Steve Winwood

Keyboardist and singer Steve Winwood was a member of English bands, The Spencer Davis Group, Traffic, and Blind Faith. He’s also a Grammy-winning solo artist.


Born in Birmingham, England, in 1948 Stephen Lawrence Winwood was the son of a musician and at 15 left school to pursue his own music career full time. Over the next decade, he was a key member of several pioneering rock bands, including Traffic and Blind Faith. His solo career soared in the 1980s with a pair of popular albums, Back in the High Life and Roll With It.

Early Years

Stephen Lawrence Winwood was born on May 12, 1948, in Birmingham, England. His father, Lawrence, was semi-professional musician who played the clarinet and saxophone. His mother loved to sing. The music bug caught both sons, younger Steve, and his older brother, Muff. By the time Winwood was eight, he regularly played with his brother and dad in a local band.

As a young teen, Winwood joined Muff in a new group he was leading, the Muff Woody Jazz Band. Steve was expelled from several schools, in part, because he dedicated so much of his time to music. In 1963, the Winwoods decided to make music their full-time pursuit, a move that earned the full backing of their father, who realized his sons were following their passion.

That same year the Winwoods joined the Spencer Davis Group, which gave Steve the chance to showcase his soulful voice and piano skills. The group's singles included a string of British and American hits, such as "I'm a Man," "Keep on Running" the hugely popular "Gimme Some Lovin'," which climbed all the way to #7 on the U.S. charts.

Traffic & Playing Woodstock

But Winwood's musical interests were not confined to a single genre, and in 1967 he left the Spencer Davis Group to form a new band, Traffic, with guitarist Dave Mason, drummer, Jim Capaldi, and horn player, Chris Wood. The following year, Traffic released its first album, Mr. Fantasy, whose hit track, "Dear Mr. Fantasy," perfectly blended the group's roots in soul and psychedilia.

Pulled together by their mutual love of musical experimentation, the band's members were often yanked apart by differing visions for the group's future. During the group's seven-year-run, they navigated squabbles and band member changes while developing a revolutionary sound.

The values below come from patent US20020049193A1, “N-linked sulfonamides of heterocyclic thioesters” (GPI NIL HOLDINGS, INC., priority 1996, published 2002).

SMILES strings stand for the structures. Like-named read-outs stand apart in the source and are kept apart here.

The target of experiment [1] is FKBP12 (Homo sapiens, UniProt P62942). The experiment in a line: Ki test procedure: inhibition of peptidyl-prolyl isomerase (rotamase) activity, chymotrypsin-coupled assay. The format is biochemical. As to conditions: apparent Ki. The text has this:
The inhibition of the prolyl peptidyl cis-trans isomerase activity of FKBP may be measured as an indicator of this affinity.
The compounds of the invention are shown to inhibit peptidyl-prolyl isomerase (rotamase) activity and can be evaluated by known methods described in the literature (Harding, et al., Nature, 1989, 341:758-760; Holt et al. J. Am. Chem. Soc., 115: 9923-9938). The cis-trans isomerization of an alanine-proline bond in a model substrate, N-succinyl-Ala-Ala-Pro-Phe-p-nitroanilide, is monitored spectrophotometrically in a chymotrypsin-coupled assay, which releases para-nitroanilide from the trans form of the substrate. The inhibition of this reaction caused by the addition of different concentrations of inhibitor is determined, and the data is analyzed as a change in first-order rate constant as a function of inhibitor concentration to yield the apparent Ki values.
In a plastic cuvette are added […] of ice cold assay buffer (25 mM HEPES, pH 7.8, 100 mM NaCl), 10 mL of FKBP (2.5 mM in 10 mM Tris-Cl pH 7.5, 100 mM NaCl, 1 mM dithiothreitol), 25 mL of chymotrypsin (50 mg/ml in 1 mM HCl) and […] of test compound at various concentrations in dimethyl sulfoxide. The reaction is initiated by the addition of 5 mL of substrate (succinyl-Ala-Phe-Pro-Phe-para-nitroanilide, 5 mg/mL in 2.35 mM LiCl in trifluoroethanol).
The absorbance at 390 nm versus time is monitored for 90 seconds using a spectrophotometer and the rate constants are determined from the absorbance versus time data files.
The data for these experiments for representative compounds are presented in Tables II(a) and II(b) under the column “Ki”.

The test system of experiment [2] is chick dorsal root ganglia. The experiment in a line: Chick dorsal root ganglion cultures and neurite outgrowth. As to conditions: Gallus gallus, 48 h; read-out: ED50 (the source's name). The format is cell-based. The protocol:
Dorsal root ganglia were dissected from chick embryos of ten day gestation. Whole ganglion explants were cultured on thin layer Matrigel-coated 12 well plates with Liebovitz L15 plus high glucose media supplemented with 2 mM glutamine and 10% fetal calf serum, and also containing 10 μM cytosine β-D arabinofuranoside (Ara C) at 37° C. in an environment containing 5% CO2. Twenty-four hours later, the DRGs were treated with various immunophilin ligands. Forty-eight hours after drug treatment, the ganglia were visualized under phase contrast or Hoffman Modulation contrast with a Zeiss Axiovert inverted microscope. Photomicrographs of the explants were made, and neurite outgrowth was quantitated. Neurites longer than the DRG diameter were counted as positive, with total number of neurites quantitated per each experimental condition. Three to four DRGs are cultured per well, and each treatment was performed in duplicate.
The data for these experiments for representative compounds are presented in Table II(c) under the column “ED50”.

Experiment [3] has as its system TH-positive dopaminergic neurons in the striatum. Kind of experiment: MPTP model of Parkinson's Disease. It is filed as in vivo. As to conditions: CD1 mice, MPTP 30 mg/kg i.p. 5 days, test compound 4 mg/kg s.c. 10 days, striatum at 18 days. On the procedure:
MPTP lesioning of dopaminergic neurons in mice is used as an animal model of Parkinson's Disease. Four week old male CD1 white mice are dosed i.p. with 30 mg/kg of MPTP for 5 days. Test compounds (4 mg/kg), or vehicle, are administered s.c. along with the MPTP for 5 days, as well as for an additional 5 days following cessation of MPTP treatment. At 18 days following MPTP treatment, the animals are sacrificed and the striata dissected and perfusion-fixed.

The band's self-titled second album, also released in 1968, and included such songs as "Feelin' Alright," later covered by Joe Cocker, ""No Time to Live," and Vagabond Virgin," is widely considered the group's finest record.

Winwood broke up the band in 1969 and during the hiatus wasted no time hooking up with Eric Clapton, as well as Clapton’s former Cream bandmate, drummer, Ginger Baker, to form a new group, Blind Faith.

Much buzz surrounded the musical collaboration and in 1969 the group released its self-titled debut. But the pressure and expectations heaped upon the musicians soon led to the band’s splintering. Before the year was out, Blind Faith was finished and Winwood eventually reassembled Traffic.

Solo Artist

A few albums and five years later, Traffic disbanded for the final time in 1974 after the release of When the Eagle Flies and Winwood ventured out on his own. Winwood had to weather Britain’s growing punk obsession and America’s embrace of disco, and he was slow to embrace the changing rock landscape. His first solo release in 1977, Steve Winwood, tanked.

Two more albums followed, Arc of a Diver (1980) and Talking Back to the Night (1982). Winwood then released Back in the High Life in 1986. Packed with a brighter, synthesizer backed sound, the record returned Winwood to the charts with a number one single (“Higher Love”) and a Grammy for Record of the Year.

Two years later, Winwood returned with Roll With It and a title track that shot to number one. Another single, “Don’t You Know What the Night Can Do?” went into heavy rotation for a TV commercial for Michelob.

In the years since, even though Winwood’s music hasn’t been a staple of either the American or British charts, he’s continued to perform and record. His later work includes Refugees of the Heart (1990), Junction Seven (1997), About Time (2003) and Nine Lives (2008). A 1994 Traffic reunion produced a world tour and a new album, Far From Home.

Awards & Honors

In 2004 Traffic was inducted into the Rock and Roll Hall of Fame. Winwood is also the recipient of the Ivor Novello Outstanding Song Collection and the Musicians Union Classic Rock Award. Several universities have bestowed honorary degrees on him and in 2015 Winwood was inducted into the Walk Of Fame in Nashville, Tennessee.

Personal Life

Winwood has been married twice and lives with his current wife, Eugenia Crafton, whom he married in 1987, in Nashville. He is the father of five children. 


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